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Staphylococcus aureus can cause severe infections in some individuals, but is also often found in healthy individuals.

The reasons why it causes infections in some individuals and not in others is not well known- and likely due a change in either host immunity or the behaviour of the bacteria.

Our work

We have used whole genome sequencing to investigate pathogenesis and transmission.

We took samples from over 1000 individuals in Oxford, and sequenced the genome of Staphylococcus aureus found in nasal swabs over a number of years. We identified a number of genetic changes that happened before developing into a severe infection. These genetic changes can be analysed to help us prevent and treat staphylococus infections.

We have sequenced more than 2000 isolates of S. aureus from patients and healthcare workers in Brighton to investigate patterns of colonisation and transmission. We showed that newly acquired S. aureus on an intensive care unit is rarely be attributable to other patients as sources. This helps support the efficacy of current infection control practice on the unit.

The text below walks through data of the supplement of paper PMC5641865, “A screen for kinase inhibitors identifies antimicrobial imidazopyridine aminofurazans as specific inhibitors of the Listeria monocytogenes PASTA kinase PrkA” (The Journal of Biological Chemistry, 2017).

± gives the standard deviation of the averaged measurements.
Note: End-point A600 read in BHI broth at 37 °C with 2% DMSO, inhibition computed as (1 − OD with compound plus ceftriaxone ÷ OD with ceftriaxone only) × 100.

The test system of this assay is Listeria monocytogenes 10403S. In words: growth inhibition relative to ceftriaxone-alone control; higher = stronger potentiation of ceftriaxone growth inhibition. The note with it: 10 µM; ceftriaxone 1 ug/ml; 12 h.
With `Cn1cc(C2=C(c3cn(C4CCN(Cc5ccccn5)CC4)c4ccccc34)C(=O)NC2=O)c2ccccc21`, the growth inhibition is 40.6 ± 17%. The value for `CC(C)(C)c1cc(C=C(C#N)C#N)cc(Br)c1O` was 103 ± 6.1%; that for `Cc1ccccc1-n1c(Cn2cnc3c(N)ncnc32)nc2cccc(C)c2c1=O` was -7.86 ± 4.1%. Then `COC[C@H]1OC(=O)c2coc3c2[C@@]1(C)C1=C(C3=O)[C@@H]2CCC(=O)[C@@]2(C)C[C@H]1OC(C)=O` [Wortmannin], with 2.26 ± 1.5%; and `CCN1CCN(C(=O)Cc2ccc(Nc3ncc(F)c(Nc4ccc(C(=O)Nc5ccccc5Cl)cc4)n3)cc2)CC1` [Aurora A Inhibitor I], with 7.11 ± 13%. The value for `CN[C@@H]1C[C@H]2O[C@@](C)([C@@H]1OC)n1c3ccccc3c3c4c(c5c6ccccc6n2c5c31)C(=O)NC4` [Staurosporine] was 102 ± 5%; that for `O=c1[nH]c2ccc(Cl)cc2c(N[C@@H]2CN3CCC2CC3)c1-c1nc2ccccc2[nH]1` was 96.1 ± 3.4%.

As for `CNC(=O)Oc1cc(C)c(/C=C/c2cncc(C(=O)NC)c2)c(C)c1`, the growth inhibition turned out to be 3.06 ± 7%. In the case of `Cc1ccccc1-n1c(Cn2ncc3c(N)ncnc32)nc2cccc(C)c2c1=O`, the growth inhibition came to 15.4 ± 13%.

In collaboration with Public Health England and colleagues in the NHS we have used whole genome sequencing to investigate Staphylococcus outbreaks in hospitals in various parts of England.
Sequencing also provides information about antibiotic resistance genes. We have developed a tool that allows antibiotic resistance to be predicted directly from the sequence data.